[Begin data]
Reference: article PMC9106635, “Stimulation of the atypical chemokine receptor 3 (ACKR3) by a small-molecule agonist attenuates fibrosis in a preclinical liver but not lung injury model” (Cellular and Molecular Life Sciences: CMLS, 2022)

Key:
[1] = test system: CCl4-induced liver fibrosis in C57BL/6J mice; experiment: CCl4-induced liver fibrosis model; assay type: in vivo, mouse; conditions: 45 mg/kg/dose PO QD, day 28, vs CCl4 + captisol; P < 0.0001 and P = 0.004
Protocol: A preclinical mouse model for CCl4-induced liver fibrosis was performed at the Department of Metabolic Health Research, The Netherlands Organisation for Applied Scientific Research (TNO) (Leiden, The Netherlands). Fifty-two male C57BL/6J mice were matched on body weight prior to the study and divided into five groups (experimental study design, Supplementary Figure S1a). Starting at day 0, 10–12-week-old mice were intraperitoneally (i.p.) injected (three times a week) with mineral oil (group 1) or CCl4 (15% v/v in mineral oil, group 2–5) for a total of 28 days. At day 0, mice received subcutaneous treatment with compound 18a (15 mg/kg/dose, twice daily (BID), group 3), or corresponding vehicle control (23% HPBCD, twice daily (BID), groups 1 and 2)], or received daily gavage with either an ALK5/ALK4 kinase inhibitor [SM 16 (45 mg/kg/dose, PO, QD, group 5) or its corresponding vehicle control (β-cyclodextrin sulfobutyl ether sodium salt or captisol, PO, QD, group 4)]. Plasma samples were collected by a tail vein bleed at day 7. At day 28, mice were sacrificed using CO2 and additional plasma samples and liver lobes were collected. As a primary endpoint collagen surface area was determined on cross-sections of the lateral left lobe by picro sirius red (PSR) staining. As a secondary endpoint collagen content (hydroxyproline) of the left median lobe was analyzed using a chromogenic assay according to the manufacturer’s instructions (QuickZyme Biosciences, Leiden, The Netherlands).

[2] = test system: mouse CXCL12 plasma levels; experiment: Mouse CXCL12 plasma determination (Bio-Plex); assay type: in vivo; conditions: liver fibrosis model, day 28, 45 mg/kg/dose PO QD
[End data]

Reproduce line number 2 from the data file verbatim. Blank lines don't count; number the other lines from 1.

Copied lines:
Key: